C. P. E. Bach.
From our earliest time at the piano, we are taught a “5-finger position”, which follows the natural shape and arc of the hand, and learn that consistent and carefully planned fingering schemes help us get around the music comfortably and economically. It enables us to play legato, or vivace – and everything in between. Fingering schemes are not set in stone, but once learnt, a scheme tends to stay in the fingers forever – return to a piece which you learnt, say, 10 years ago and you may be surprised at how much of the fingering is retained. A good fingering scheme informs the pianist’s memory, ensuring accuracy and fluency of playing, and should be both musical and natural.
Working out our own fingering enables us, as pianists, to find a scheme which suits our own hands, for each hand is unique and there is no such thing as a “one size fits all” fingering scheme (though many students and even some teachers adhere to this approach). Many editions of piano music, especially study books and exam editions, come with quite involved, suggested fingering – but it should be remembered that these schemes are just that: suggestions, and if a scheme does not work for a particular pianist, it can and should be changed.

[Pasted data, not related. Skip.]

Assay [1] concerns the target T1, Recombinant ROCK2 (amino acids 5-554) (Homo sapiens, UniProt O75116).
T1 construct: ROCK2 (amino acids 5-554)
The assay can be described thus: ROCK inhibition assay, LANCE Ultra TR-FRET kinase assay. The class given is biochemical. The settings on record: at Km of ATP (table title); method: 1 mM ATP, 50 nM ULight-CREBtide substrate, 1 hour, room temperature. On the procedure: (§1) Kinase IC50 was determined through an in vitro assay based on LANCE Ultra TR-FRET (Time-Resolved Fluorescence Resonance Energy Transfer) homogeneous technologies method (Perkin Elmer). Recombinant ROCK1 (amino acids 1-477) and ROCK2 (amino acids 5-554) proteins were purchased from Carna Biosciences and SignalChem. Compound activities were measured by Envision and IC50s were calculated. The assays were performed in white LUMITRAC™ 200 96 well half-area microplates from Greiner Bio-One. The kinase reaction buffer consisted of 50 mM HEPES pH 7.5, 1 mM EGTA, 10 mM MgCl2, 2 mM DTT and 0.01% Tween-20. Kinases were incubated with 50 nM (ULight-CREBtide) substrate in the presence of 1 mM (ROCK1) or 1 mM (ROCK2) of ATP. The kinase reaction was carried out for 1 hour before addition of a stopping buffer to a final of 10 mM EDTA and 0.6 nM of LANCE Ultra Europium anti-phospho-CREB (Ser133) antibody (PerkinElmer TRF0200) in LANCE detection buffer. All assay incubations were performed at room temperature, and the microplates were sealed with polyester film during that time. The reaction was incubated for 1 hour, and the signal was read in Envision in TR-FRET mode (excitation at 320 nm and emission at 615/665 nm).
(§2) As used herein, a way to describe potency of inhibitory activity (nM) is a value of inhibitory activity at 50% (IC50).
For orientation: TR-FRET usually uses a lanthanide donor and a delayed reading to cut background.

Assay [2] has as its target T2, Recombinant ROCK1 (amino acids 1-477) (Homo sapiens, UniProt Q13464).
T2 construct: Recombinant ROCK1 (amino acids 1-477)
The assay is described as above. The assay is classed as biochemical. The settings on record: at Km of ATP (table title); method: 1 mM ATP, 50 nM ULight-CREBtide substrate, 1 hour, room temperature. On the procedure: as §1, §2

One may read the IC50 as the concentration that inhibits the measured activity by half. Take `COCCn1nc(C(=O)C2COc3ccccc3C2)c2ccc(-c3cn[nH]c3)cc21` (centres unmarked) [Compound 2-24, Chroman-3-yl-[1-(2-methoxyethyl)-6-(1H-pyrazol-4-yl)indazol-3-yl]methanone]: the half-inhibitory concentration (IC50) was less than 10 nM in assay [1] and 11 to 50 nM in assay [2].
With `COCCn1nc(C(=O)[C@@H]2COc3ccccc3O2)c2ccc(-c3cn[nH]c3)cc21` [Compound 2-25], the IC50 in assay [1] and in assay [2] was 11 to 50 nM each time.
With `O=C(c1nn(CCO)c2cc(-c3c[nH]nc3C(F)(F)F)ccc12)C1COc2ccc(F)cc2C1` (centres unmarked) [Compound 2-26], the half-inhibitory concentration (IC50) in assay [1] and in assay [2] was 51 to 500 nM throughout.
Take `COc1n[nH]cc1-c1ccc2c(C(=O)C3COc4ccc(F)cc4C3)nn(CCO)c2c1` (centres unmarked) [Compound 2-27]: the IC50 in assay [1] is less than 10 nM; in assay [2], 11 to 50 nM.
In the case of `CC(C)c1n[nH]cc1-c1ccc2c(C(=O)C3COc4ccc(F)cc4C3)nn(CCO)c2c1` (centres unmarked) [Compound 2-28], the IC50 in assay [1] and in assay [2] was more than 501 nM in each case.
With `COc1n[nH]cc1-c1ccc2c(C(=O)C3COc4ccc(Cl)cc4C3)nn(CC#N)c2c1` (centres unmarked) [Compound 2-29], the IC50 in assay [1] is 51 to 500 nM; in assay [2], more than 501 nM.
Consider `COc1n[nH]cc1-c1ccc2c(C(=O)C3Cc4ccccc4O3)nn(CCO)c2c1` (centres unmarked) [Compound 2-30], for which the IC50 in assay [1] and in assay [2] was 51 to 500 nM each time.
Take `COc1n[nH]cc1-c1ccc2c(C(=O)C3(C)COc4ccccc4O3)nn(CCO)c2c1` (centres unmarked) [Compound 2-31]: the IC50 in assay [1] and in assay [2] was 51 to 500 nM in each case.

Once annotated, a fingering scheme should be learnt and learnt well, as consistent fingering is essential to maintain the flow of the music. Sometimes a specific fingering scheme can alter the mood or colour of the music: Fryderyk Chopin taught that each finger had its own colour. For example, at the opening of Chopin’s Ballade No. 1 in G minor beginning with a third finger in both hands and then switching silently to a fifth in the left hand and a third to a thumb in the right gives a greater sense of forward motion in that figure as it rises so grandly up the register – almost a metaphoric rather than physical change. A skilled pianist knows a specific finger’s strengths and weaknesses, and sometimes a change of finger on a particular note can utterly transform the sound and quality of that note.
Chopin: Ballade No 1 in G minor (Evgeny Kissin)
Fingers, combined with an active, mobile wrist and arm, allow us to spring from note to note (as in staccato passages) or achieve jumps around the keyboard. A lift and a drop creates definition and articulation of phrases, while the thumb (treated as a “finger” for the purposes of piano playing) acts like a rhythmic divider; for example, to define the opening of a group of notes, much as a string player would bow them.
Ultimately, the goal of fingering is to serve expression and to achieve the most beautiful and effective sound possible.
“To produce the best effect, by the easiest means, is the great basis of the art of fingering,”
Prokofiev: Toccata (Haochen Zhang)